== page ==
Our do-it-yourself ethology exercise even provides some real exercise for right-handed readers: Try holding a chisel and hammer (imaginary ones will do if real ones are not handy) up in front of you, chipping away delicately at the right side of a "tablet"--and then moving as far left as you can. Then try chipping left to right instead.
Done? If most of the ancients were equally right-handed, they too would have preferred to start from the easy side and work toward the more awkward side, rather than vice versa--and thus (so the story goes) the right-to-left sequence of such ancient written languages as Hebrew.
But most written languages scan from left to right; the usual rationale, again based on right-handedness, is that this avoids smearing the ink with the right hand, which might occur if working from right to left instead. Thus the switch from right-to-left to the predominant left-to-right ordering of symbols on a line, wherever the old traditions were not too firmly entrenched.
While such "just-so" stories suggest explanations for the right/left aspects of reading and writing, those aspects derive from the human predominant right-handedness--and force us to consider why hammering is easiest to do with the right hand for 88.24 percent of us. And whether hammering is itself just a secondary use of some more ancient skill originally shaped by Darwinian natural selection. The right-handedness of writing and hammering is exceeded only by swinging a racket (89.34 percent) and, strongest of all, by throwing a ball (89.47 percent). Both of the latter involve rapid overarm movements and both have suitably ancient counterparts (clubbing and stoning); indeed, hammering looks like a refined version of the very same shoulder and elbow motions employed in both clubbing and throwing. Might modern handwriting be a further refinement employing the same neural machinery?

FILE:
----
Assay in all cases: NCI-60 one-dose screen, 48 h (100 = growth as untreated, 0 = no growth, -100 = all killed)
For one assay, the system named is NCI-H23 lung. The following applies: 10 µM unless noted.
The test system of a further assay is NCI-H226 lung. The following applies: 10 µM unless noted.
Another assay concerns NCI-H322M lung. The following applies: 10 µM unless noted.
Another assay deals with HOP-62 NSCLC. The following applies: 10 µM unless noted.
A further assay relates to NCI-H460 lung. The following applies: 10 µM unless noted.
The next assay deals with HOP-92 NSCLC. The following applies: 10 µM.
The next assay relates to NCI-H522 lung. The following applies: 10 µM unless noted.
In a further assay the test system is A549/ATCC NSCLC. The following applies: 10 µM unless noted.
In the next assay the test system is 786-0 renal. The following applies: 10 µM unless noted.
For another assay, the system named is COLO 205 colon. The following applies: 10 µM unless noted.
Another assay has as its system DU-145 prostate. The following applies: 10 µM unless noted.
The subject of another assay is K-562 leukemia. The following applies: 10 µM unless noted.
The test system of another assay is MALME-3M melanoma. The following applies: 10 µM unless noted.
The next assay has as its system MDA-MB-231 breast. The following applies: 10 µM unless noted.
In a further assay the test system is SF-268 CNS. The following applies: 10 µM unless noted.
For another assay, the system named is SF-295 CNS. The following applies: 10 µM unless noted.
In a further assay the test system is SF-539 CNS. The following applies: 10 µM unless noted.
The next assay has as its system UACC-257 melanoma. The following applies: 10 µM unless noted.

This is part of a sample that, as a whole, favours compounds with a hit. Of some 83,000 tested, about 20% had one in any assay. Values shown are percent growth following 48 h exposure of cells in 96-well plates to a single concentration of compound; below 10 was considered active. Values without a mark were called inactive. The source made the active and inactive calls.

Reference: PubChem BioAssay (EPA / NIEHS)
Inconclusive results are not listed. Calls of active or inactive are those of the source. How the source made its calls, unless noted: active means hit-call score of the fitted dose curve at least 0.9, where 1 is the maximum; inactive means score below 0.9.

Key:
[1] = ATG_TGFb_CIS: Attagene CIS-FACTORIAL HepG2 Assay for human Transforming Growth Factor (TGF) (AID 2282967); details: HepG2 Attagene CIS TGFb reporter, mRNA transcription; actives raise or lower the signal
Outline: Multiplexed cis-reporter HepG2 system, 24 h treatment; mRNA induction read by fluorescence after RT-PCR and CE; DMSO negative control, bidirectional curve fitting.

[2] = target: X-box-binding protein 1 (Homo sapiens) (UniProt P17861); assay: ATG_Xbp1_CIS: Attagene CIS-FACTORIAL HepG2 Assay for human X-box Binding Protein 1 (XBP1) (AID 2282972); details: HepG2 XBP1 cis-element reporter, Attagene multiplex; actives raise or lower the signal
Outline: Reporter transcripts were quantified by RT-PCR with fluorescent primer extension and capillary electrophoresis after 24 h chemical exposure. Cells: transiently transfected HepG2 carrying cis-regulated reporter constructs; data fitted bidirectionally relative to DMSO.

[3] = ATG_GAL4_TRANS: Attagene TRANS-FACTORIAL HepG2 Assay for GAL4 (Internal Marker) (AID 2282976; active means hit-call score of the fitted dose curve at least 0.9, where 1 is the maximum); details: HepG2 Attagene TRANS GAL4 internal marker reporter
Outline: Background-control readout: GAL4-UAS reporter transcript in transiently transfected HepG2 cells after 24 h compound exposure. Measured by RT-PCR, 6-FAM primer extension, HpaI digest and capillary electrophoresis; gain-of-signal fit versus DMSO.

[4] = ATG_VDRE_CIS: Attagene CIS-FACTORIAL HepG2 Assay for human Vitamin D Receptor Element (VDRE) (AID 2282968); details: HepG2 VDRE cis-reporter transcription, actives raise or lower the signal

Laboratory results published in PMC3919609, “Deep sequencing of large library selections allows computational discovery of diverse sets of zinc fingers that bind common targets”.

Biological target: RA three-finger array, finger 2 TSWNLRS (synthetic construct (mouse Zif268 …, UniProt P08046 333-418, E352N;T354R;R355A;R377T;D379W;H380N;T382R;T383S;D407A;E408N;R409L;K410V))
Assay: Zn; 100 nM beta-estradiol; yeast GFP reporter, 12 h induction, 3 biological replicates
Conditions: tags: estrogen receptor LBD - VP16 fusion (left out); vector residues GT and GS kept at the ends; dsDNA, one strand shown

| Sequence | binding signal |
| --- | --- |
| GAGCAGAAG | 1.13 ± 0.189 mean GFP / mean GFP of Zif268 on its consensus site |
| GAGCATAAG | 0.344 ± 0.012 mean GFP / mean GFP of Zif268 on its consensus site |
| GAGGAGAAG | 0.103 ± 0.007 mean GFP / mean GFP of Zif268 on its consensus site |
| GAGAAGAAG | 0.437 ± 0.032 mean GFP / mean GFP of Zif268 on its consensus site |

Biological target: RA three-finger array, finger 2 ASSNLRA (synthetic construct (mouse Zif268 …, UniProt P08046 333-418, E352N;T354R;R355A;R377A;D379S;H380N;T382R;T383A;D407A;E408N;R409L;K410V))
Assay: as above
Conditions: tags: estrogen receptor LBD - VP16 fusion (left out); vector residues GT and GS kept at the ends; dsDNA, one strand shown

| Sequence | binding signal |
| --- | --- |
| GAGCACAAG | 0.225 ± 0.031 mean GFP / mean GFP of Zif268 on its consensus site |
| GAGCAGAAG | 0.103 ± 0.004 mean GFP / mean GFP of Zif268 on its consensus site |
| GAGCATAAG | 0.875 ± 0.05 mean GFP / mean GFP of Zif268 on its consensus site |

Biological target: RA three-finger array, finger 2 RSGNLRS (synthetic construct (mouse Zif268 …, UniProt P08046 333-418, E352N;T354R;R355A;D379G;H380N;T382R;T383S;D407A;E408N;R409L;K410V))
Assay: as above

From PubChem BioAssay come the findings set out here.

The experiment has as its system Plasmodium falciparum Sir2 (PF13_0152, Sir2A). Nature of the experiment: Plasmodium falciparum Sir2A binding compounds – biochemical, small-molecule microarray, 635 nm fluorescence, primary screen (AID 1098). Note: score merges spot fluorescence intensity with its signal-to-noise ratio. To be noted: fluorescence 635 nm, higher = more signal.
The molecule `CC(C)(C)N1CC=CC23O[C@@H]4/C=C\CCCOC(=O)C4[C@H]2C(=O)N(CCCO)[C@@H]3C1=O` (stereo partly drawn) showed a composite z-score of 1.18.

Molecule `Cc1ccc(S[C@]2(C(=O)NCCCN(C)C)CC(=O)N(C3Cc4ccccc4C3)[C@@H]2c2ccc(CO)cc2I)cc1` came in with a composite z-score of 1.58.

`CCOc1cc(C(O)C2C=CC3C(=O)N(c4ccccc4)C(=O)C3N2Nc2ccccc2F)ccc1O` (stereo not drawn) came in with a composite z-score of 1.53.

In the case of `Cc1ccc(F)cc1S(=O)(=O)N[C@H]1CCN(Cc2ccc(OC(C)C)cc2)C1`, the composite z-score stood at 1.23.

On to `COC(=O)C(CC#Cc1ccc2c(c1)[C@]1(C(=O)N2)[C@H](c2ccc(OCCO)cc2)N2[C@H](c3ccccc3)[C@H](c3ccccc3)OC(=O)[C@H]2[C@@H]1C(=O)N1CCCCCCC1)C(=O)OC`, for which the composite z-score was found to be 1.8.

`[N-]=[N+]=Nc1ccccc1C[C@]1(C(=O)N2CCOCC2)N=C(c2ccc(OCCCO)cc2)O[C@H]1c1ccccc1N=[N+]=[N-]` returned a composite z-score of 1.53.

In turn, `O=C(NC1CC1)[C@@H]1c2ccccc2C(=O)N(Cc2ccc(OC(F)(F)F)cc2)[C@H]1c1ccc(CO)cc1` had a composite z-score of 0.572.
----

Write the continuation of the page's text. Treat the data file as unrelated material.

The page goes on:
Neither clubbing nor throwing is necessarily a one-handed skill. Clubbing can often best be done using both hands and swinging the club over the head. But chimps certainly engage in one-handed hammering to crack open nuts (and, as we shall see in Chapter 3, with surprising precision). Chimpanzees throwing large rocks during threat displays often use both hands--but chimps also throw one-handed, both underhand and overarm using the same motions as humans (though their aim is often almost random).
Our best prototype for early individual handedness is probably throwing because advanced throwing is distinctly one handed--and because it has a sustained growth curve, with longer throwing distances repeatedly rewarded by natural selection in a manner hard to envisage for advanced hammering. The successful hunting of small mammals and birds (too fleet to chase, except via a good fast rock) is particularly important, as Chapter 4 elaborates, because it may have allowed our foraging ancestors to live in many new habitats with minimal forage--thus supporting a hominid population explosion.
But why might one-handed throwing develop a right-sided preference? Even if some individuals developed a right-handed habit for throwing, others would have settled on the left hand--so that throwing should distribute about fifty-fifty in the population. But it doesn't. To what can we attribute the modern 89.47 percent species preference for the right hand in rock throwing? Might it have been a random genetic decision? Maybe, but first we must try to relate it to some other right/left aspect of our world--which is, on the surface at least, quite symmetrical. But under the surface of our bodies lie some asymmetries, such as the unpaired internal organs. The right side's liver and the left side's spleen are silent and hidden, seemingly unrelated to hands and arms--but the heart's left-sided aspect does indeed show some promise. My colleague Joan Lockard and I have come up with some evolutionary musings about how the heart could be related to both individual handedness and species right-handedness They are speculations rather than tentative conclusions, but they illustrate the nature of the problem and what a proper solution might entail.
Actually, the heart is pretty much located in the center of the chest, contrary to folklore--but the sound of the heartbeat is loudest on the left (this is because the more muscular left ventricle creates much higher blood pressures than the right ventricle, thus engendering more turbulence and valve-closing noise). So, just listening, one identifies the heart with the left side of the chest.